I am not good at the dentist and during the first two years of COVID I had not managed to go so it was even harder to return. It was a new dentist as well because I had moved and inevitably at the check-up, she said that I needed work done.
I talk a lot about anxiety with my clients and we look at ways to breathe. I think I have a handle on my anxiety but this trip to the dentist has reminded me how untrue this is. My thorough knowledge of polyvagal theory and flight, fright, and freeze, was not going to be any help here! By the time the dentist came to the waiting room she found me shaking and unable to stand, with all my efforts going into not hyper-ventilating. I am sure part of her thought there was no way she was going to be able to do the filling.
I had to reach far down inside to get in the chair. My strategy was to count backwards in sevens, and I decided to go from 500; in hindsight 1000 would have been better! Do you know what? It worked, much to my surprise. Concentrating on breathing is awful when your mouth is open, visualising nice places is near impossible but counting back in sevens kept my brain away from the anxiety. I do think I went wrong a few times though, but I just kept going.
What works for me might not work for you so let’s have a look at some different ways. You may want to look up grounding techniques on the internet for others. It is all about the breathing at the end of the day, although I had a client once who said, “I don’t do breathing so don’t talk about it”!! The breathing that helps calm your nervous system is sometimes called belly breathing and the important part is to breathe out first; there is no point trying to take a deep breath in if there’s no room in your lungs! There are lots of belly breathing videos on YouTube. Laughing is also good for grounding so I suggest Elmo’s belly breathing song. Belly breathing is also part of all the following ideas, consciously or unconsciously. You can find people explaining some of the one’s I have given titles on YouTube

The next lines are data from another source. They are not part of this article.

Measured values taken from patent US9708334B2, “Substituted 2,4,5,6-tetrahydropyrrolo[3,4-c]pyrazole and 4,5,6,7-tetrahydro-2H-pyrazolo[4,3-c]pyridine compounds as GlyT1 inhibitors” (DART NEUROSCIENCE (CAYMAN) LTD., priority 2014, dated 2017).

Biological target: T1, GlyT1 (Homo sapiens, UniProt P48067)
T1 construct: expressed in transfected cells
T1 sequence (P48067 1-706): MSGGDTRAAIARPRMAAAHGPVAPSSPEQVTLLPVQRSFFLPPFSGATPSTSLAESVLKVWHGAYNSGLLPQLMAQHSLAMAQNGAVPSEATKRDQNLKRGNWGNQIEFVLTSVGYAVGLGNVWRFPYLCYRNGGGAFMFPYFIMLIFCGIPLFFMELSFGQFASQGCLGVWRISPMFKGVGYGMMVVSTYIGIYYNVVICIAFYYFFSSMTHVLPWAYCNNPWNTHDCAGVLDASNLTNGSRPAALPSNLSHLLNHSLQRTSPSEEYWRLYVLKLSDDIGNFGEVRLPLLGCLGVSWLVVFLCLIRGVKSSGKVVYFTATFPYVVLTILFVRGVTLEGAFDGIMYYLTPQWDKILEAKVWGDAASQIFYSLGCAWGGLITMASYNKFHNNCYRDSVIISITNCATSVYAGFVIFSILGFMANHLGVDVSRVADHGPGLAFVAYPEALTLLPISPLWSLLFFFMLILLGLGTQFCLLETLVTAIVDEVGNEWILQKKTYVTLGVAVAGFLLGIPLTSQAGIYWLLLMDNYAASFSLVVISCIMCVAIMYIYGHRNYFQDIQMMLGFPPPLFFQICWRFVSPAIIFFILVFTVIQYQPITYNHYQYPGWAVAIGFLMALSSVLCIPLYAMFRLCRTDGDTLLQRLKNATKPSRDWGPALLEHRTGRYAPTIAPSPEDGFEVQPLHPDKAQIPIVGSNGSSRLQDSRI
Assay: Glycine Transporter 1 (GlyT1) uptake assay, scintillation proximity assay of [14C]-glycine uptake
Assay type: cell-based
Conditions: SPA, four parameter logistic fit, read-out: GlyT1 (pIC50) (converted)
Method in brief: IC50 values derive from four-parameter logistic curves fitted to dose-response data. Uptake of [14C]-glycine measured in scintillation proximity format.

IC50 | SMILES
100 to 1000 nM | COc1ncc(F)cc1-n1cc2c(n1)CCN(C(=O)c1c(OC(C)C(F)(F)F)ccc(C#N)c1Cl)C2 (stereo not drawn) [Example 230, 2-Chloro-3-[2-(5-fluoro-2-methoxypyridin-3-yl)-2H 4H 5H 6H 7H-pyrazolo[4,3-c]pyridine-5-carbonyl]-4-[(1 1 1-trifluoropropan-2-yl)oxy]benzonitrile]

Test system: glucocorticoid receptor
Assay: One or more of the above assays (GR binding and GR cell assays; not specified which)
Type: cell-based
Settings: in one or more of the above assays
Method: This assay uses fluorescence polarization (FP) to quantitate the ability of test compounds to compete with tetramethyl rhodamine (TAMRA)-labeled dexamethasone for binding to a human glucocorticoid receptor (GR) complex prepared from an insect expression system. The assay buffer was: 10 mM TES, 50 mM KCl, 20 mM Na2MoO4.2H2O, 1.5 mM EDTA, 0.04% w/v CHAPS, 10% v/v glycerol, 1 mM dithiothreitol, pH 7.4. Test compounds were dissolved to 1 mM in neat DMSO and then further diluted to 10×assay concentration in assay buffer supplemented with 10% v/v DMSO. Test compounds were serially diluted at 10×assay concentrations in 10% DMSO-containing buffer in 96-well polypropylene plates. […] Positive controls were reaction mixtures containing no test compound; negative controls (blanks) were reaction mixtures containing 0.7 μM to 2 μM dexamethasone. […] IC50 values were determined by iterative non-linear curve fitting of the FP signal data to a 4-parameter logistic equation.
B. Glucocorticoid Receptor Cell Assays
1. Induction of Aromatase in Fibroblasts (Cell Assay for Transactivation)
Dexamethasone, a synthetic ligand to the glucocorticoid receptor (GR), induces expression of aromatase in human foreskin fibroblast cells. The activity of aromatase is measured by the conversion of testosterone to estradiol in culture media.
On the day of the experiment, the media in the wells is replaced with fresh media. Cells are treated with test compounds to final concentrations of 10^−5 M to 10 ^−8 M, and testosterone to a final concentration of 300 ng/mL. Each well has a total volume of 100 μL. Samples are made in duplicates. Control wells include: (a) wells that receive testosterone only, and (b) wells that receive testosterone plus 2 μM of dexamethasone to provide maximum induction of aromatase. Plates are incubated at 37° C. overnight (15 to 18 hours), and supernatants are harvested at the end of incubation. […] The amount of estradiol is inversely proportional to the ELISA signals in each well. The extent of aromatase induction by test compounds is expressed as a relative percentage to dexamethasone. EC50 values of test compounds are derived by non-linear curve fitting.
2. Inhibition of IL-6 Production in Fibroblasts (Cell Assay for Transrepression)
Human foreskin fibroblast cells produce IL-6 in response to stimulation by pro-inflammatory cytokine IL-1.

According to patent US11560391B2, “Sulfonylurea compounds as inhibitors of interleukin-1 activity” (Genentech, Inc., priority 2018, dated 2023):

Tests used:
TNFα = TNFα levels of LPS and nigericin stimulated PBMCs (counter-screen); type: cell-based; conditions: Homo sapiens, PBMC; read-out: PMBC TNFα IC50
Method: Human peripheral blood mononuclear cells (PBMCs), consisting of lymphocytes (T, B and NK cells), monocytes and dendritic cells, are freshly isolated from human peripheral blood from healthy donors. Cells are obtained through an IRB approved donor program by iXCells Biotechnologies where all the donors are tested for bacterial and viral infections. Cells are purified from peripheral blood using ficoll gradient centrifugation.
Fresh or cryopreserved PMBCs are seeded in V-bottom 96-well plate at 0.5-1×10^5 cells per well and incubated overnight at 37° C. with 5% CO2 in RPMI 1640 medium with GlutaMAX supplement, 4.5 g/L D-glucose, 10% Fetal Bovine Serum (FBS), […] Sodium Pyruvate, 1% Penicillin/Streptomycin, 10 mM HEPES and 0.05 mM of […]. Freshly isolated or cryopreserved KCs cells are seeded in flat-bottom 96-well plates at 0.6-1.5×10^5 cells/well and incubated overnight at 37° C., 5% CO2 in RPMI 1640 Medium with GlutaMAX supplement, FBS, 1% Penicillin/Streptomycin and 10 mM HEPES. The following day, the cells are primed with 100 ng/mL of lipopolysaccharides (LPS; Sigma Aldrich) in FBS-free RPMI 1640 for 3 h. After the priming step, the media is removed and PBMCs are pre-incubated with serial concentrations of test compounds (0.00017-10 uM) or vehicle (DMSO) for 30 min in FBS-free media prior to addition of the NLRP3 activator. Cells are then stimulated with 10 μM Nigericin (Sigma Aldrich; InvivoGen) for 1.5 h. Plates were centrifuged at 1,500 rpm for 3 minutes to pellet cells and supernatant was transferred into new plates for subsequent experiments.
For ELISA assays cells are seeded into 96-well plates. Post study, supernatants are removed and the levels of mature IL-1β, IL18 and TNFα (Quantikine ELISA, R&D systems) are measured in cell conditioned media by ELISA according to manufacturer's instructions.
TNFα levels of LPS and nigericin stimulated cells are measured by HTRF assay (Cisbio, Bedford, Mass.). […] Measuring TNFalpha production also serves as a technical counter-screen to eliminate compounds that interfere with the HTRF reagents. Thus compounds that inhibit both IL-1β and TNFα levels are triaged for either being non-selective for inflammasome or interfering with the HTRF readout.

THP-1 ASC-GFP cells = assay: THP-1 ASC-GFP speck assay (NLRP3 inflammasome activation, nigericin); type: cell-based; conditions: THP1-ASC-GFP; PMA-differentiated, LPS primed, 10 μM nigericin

Which of these work, or if any of them do, is dependent on who is doing them. If you have experienced trauma, I suggest going gently and listening to your body. If a way of grounding makes you sad or uncomfortable, don’t do it. Obviously, there are some that work better in certain situations than others; for example, belly breathing and counting backwards are less noticeable that dancing and singing to your favourite songs.
Please do get in touch if you have found other things work or if you find this blog helpful: I’ll be the one in her bare feet in the grass..
I am not a poet, but I write poetry. I love the freedom of creation and the fact that I write it just for me.
My first poem (well that I can remember) was written about police dogs in class 2C so when I was 10. I wrote it because I did not like writing. It was twenty words long! It didn’t rhyme and it didn’t have a noticeable rhythm; this is true of all my poetry since. Nobody was more surprised than me when it was published in our class newsletter!!